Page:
Cross Country Steaming

By Lee K. Kurd and 101
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Jim Thomas

S. Main, Suite 201 , Sioux Falls, South Dakota 57102

DRIVE a steam engine 180 miles cross country? Not a thought that
flashes through the mind while loading 20 tons of steam engine on a
low boy. Even if you’re only 30 miles away, driving an engine
home seems like a fantasy horror story. FACT: in 1918, a group of
30 men and one nine year old boy drove nine Case 65 traction
engines 180 miles cross country from Wichita, Kansas, to Tulsa,
Oklahoma. That nine year old boy, now 81 year old James Cecil
Thomas, generously shared his remarkable story with me while we
recovered from the fun and excitement of Temings’ Steam Show
near Wichita, Kansas, this past Labor Day weekend. His deep voice
rolling like distant thunder on a warm night, Jim leaned back in
his motor home to tell the tale. His gray-blue eyes fixed on
distant points of his past as the story rolled out in the soft,
lilting rhythms of Oklahoma and northern Texas:

Jim Thomas was born in 1909 in Crawford County, Arkansas. The
1911 oil boom in Tulsa attracted his father to the oil fields; the
whole family moving to Tulsa in 1915. While Tulsa was then the
capital of oil, Wichita was the capital of wheat threshing. As a
result, the Case Company, like most major manufacturers of steam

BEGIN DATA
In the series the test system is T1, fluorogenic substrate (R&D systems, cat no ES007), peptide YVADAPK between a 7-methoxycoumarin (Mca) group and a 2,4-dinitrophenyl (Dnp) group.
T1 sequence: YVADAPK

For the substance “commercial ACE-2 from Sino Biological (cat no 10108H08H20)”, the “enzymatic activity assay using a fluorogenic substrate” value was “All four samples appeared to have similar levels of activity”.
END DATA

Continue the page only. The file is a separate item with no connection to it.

engines, had a large parts depot at Wichita and regular rail
shipments to Wichita from its manufacturing plant in Racine,
Wisconsin.

By 1918, American doughboys of World War I were filling the
trenches of Europe with their blood, and Flanders field with row
upon row of white crosses. The United States was feeding England,
France, and the troops overseas. Here at home, wheat was rationed.
In an effort to increase wheat production, the government offered
$200 or $300 as the down payment on a $1400 Case 65 tractor and a
government guarantee of the loan or the interest rate. Because of
the favorable freight tariff, the Case Company had to ship to its
depot in Wichita, where program participants were required to pick
up their steam engines.

When the Tulsa oil rush slowed down, Jim’s father began
working for J. A. Sewel who ran a threshing crew with three steam
rigs. When Jim was about eight, he began to operate the engine for
the thresher and showed considerable mechanical ability. When Sewel
decided to participate in the government program to get a new Case
65, he directed Jim’s dad to make arrangements to pick the
engine up in Wichita and bring it back to Tulsa. Others from the
Tulsa area decided to pool their resources together to pick a total
of about nine engines. And young Jim, a proven operator at nine,
was brought along by his dad.

Eight Scale Case 65 engines at Terning’s 1989 show. Billy
Ward at left, passed away soon after the show. Next year’s
Terning show will focus on scale engines

The proposed trip presented difficult planning problems: Enough
supplies and equipment to operate the engines and sustain a large
group of men for a six week trips had to be shipped from.

Tulsa to Wichita. This included a chuck wagon and provisions,
and what were known as ‘punching boards’three inch thick
boards used to protect concrete walkways across dirt streets from
the iron cleats of the engines. Several water wagons had to be
transported, not only to carry water to steam engines but also to
fight fires which sometimes ignited as the engines rolled across
fields and grassy lands.

Jim watched the engines coming off the train in Wichita. To
unload the behemoths, the men put timbers on the tracks. Some
engines were pulled onto the timbers with winches, while others